32 Base metal in prim. or semifin. forms & in finished basic shapes 741 4.1 310 0.7 164 1.1 655 30.2 1.3 22 0.2 29.4 0.5 20.3
33 Articles of base metal 1,633 9.1 453 1 250 1.7 609 18 1.5 21.6 0.2 21.1 0.6 21.8
34 Machinery 686 3.8 S S S S 386 40.8 1.3 S S S S 30.3
35 Electronic & other electrical equip & components & office equip S S S S S S 929 S S S S S S 11.1
36 Motorized and other vehicles (including parts) 176 1 28 0.1 21 0.1 636 18.3 0.4 19.8 - 22.5 - 22.4
37 Transportation equipment, nec 263 1.5 1 - 1 - 1,533 43.4 1.6 45.3 - 46.6 - 9.9
38 Precision instruments and apparatus 291 1.6 S S S S 1,059 30.6 0.5 S S S S 12.4
39 Furniture, mattresses & mattress supports, lamps, lighting 225 1.3 25 0.1 13 0.1 579 16.7 0.3 32.1 - 19.1 - 25
40 Miscellaneous manufactured products 940 5.2 S S 276 1.8 1,500 25.1 1.1 S S 47.9 1.5 11
41 Waste and scrap S S S S S S S S S S S S S S
43 Mixed freight 665 3.7 231 0.5 156 1 253 29.6 0.9 37 0.2 29 0.3 48.8
99 Commodity Unknown S S - - S S S S S 46.3 - S S S

KEY: S = Estimate does not meet publication standards because of high sampling variability or poor response quality. - = Zero or Less than half the unit shown; thus, it has been rounded to zero.

1 Commodity Flow Survey (CFS) geographic areas were drawn from a subset of Combined Statistical Areas (CSAs) and Metropolitan Statistical Areas (MeSAs) as defined by the Office of Management and Budget (OMB). However, CFS metropolitan areas are divided into their state parts when they include more than one state. In addition, the CFS also utilizes a unique geography referred to as, "remainder of state," to represent those areas of a state not contained within a separately published metropolitan area for the CFS (as opposed to not part of any Core-Based Statistical Area (CBSA) as defined by OMB). Because of the differences in the CFS geography, as compared to OMB defined geography, caution should be exercised when comparing CFS estimates to other estimates of similar geography.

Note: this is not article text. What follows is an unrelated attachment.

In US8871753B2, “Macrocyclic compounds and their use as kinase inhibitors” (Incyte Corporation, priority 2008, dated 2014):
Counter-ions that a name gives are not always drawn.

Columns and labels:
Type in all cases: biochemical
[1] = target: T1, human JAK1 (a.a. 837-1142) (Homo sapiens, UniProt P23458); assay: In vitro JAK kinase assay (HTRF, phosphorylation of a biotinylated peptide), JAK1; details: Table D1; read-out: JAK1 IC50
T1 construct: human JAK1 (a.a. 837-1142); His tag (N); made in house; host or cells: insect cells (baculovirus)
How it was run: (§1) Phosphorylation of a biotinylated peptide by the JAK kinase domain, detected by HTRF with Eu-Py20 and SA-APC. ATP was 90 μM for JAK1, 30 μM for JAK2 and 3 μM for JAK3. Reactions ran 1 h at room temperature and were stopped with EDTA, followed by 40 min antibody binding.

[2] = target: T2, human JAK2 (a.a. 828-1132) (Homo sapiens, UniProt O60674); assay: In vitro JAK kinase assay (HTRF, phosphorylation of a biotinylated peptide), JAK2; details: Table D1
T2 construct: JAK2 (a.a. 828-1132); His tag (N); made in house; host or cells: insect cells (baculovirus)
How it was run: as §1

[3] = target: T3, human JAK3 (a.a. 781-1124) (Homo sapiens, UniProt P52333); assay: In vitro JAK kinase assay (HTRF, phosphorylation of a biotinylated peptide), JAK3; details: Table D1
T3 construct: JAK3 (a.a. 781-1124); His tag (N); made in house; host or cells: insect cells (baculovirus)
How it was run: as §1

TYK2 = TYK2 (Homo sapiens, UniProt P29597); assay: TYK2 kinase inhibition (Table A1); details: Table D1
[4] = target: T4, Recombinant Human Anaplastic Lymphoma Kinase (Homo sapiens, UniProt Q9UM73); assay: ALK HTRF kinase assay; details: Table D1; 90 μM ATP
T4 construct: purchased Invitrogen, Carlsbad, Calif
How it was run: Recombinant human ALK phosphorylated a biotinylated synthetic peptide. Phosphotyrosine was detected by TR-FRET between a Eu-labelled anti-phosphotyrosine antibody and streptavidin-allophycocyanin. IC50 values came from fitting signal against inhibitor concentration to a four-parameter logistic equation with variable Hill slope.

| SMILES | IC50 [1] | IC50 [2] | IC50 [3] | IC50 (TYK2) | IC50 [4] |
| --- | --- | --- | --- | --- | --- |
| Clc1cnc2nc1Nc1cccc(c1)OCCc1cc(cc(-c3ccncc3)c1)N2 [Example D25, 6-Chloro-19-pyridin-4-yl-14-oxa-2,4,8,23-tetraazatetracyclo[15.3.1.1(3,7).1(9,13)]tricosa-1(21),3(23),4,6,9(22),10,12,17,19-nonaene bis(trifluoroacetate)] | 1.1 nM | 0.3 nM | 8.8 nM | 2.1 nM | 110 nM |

2 Standard Classification of Transported Goods.
3 Ton-miles estimates are based on estimated distances traveled along a modeled transportation network.
4 Coefficient of Variation.
5 Estimates exclude shipments of crude petroleum (SCTG 16).

NOTES: Value-of-shipment estimates are reported in current prices. Estimated measures of sampling variability for each estimate known as coefficients of variation (CV) are also provided in these tables. More information on sampling error, confidentiality protection, nonsampling error, sample design, and definitions may be found at http://www.bts.gov/publications/commodity_flow_survey/.
Rows are not shown if all cells for that particular row have no value. For example, Tucson, AZ by Cereal grains (02) has no data for any shipment characteristic therfore the entire row is not shown.

SOURCE: U.S. Department of Transportation, Research and Innovative Technology Administration, Bureau of Transportation Statistics and U.S. Department of Commerce, U.S. Census Bureau, 2007 Economic Census: Transportation Commodity Flow Survey, December 2009.